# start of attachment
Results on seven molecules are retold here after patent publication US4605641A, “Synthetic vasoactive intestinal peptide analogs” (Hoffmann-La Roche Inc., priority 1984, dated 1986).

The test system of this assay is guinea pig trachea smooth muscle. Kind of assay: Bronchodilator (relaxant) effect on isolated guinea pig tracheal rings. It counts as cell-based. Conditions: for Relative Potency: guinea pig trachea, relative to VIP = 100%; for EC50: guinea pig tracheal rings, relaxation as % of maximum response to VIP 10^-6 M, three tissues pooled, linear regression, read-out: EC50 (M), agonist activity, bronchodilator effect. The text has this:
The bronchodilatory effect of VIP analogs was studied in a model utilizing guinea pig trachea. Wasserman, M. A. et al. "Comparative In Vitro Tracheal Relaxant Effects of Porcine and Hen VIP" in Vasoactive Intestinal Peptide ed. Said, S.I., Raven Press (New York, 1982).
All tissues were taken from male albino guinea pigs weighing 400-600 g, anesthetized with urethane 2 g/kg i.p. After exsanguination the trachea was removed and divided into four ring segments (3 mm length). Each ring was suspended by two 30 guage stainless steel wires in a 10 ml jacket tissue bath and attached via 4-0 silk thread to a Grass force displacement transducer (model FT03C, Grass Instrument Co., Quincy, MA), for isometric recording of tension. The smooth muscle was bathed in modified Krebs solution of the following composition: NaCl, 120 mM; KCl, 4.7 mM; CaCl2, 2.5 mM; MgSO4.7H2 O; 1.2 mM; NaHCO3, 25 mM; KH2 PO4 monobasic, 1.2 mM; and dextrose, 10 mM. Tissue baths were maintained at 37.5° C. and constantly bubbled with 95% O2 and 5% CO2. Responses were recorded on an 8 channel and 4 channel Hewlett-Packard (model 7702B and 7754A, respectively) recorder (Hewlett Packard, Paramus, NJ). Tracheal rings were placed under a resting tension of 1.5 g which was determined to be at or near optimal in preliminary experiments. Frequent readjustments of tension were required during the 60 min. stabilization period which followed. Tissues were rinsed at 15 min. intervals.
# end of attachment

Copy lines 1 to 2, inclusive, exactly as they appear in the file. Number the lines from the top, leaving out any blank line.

Results on seven molecules are retold here after patent publication US4605641A, “Synthetic vasoactive intestinal peptide analogs” (Hoffmann-La Roche Inc., priority 1984, dated 1986).

The test system of this assay is guinea pig trachea smooth muscle. Kind of assay: Bronchodilator (relaxant) effect on isolated guinea pig tracheal rings. It counts as cell-based. Conditions: for Relative Potency: guinea pig trachea, relative to VIP = 100%; for EC50: guinea pig tracheal rings, relaxation as % of maximum response to VIP 10^-6 M, three tissues pooled, linear regression, read-out: EC50 (M), agonist activity, bronchodilator effect. The text has this: